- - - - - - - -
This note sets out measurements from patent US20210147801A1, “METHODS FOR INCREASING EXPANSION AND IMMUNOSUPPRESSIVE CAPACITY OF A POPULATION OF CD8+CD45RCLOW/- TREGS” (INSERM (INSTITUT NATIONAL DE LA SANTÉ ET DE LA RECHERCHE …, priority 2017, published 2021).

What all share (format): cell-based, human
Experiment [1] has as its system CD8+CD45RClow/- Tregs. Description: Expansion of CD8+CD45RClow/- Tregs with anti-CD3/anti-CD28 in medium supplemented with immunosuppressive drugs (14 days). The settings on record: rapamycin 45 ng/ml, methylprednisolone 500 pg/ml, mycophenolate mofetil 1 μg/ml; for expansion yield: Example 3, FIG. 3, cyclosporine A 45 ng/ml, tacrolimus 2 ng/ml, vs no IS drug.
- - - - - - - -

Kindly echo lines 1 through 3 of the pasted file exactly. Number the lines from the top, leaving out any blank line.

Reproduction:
This note sets out measurements from patent US20210147801A1, “METHODS FOR INCREASING EXPANSION AND IMMUNOSUPPRESSIVE CAPACITY OF A POPULATION OF CD8+CD45RCLOW/- TREGS” (INSERM (INSTITUT NATIONAL DE LA SANTÉ ET DE LA RECHERCHE …, priority 2017, published 2021).

What all share (format): cell-based, human
Experiment [1] has as its system CD8+CD45RClow/- Tregs. Description: Expansion of CD8+CD45RClow/- Tregs with anti-CD3/anti-CD28 in medium supplemented with immunosuppressive drugs (14 days). The settings on record: rapamycin 45 ng/ml, methylprednisolone 500 pg/ml, mycophenolate mofetil 1 μg/ml; for expansion yield: Example 3, FIG. 3, cyclosporine A 45 ng/ml, tacrolimus 2 ng/ml, vs no IS drug.